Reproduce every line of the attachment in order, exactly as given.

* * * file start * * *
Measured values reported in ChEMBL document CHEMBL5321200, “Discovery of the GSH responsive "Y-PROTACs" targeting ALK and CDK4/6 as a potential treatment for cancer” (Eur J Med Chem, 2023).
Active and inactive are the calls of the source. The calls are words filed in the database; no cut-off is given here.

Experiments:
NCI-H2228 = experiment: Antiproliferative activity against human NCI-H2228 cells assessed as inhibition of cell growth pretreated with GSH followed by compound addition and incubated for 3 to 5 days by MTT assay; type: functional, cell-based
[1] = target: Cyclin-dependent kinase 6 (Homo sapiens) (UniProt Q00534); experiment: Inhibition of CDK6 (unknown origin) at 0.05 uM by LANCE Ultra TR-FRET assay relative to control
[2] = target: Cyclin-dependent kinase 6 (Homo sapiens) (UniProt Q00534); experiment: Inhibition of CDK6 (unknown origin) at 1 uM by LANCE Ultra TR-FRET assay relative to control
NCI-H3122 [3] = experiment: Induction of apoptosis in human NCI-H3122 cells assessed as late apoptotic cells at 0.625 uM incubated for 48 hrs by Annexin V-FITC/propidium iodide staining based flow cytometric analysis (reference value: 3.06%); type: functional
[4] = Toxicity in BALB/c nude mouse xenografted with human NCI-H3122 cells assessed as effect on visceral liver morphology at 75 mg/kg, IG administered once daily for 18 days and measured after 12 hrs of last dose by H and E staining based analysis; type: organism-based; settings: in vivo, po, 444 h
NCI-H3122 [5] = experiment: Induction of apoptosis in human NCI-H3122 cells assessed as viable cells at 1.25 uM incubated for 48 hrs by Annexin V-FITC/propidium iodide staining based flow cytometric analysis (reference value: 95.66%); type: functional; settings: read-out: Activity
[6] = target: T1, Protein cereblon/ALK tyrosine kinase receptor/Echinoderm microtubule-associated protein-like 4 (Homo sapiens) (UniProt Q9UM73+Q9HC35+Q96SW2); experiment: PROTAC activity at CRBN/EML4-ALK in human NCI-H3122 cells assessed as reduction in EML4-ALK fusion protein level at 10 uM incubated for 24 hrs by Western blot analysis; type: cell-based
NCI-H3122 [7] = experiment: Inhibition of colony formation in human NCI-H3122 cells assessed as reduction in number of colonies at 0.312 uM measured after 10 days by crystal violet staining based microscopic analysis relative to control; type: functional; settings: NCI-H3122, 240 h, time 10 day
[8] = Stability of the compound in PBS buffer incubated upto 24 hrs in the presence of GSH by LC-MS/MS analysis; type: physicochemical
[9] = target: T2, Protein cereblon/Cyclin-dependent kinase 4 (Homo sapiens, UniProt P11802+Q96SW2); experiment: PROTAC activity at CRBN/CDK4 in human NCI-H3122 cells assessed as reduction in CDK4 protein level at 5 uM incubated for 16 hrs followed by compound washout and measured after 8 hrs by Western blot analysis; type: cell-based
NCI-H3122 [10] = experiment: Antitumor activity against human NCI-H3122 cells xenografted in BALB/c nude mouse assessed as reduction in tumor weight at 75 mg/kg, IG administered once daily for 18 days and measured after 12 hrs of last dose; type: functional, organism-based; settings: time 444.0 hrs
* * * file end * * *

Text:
Measured values reported in ChEMBL document CHEMBL5321200, “Discovery of the GSH responsive "Y-PROTACs" targeting ALK and CDK4/6 as a potential treatment for cancer” (Eur J Med Chem, 2023).
Active and inactive are the calls of the source. The calls are words filed in the database; no cut-off is given here.

Experiments:
NCI-H2228 = experiment: Antiproliferative activity against human NCI-H2228 cells assessed as inhibition of cell growth pretreated with GSH followed by compound addition and incubated for 3 to 5 days by MTT assay; type: functional, cell-based
[1] = target: Cyclin-dependent kinase 6 (Homo sapiens) (UniProt Q00534); experiment: Inhibition of CDK6 (unknown origin) at 0.05 uM by LANCE Ultra TR-FRET assay relative to control
[2] = target: Cyclin-dependent kinase 6 (Homo sapiens) (UniProt Q00534); experiment: Inhibition of CDK6 (unknown origin) at 1 uM by LANCE Ultra TR-FRET assay relative to control
NCI-H3122 [3] = experiment: Induction of apoptosis in human NCI-H3122 cells assessed as late apoptotic cells at 0.625 uM incubated for 48 hrs by Annexin V-FITC/propidium iodide staining based flow cytometric analysis (reference value: 3.06%); type: functional
[4] = Toxicity in BALB/c nude mouse xenografted with human NCI-H3122 cells assessed as effect on visceral liver morphology at 75 mg/kg, IG administered once daily for 18 days and measured after 12 hrs of last dose by H and E staining based analysis; type: organism-based; settings: in vivo, po, 444 h
NCI-H3122 [5] = experiment: Induction of apoptosis in human NCI-H3122 cells assessed as viable cells at 1.25 uM incubated for 48 hrs by Annexin V-FITC/propidium iodide staining based flow cytometric analysis (reference value: 95.66%); type: functional; settings: read-out: Activity
[6] = target: T1, Protein cereblon/ALK tyrosine kinase receptor/Echinoderm microtubule-associated protein-like 4 (Homo sapiens) (UniProt Q9UM73+Q9HC35+Q96SW2); experiment: PROTAC activity at CRBN/EML4-ALK in human NCI-H3122 cells assessed as reduction in EML4-ALK fusion protein level at 10 uM incubated for 24 hrs by Western blot analysis; type: cell-based
NCI-H3122 [7] = experiment: Inhibition of colony formation in human NCI-H3122 cells assessed as reduction in number of colonies at 0.312 uM measured after 10 days by crystal violet staining based microscopic analysis relative to control; type: functional; settings: NCI-H3122, 240 h, time 10 day
[8] = Stability of the compound in PBS buffer incubated upto 24 hrs in the presence of GSH by LC-MS/MS analysis; type: physicochemical
[9] = target: T2, Protein cereblon/Cyclin-dependent kinase 4 (Homo sapiens, UniProt P11802+Q96SW2); experiment: PROTAC activity at CRBN/CDK4 in human NCI-H3122 cells assessed as reduction in CDK4 protein level at 5 uM incubated for 16 hrs followed by compound washout and measured after 8 hrs by Western blot analysis; type: cell-based
NCI-H3122 [10] = experiment: Antitumor activity against human NCI-H3122 cells xenografted in BALB/c nude mouse assessed as reduction in tumor weight at 75 mg/kg, IG administered once daily for 18 days and measured after 12 hrs of last dose; type: functional, organism-based; settings: time 444.0 hrs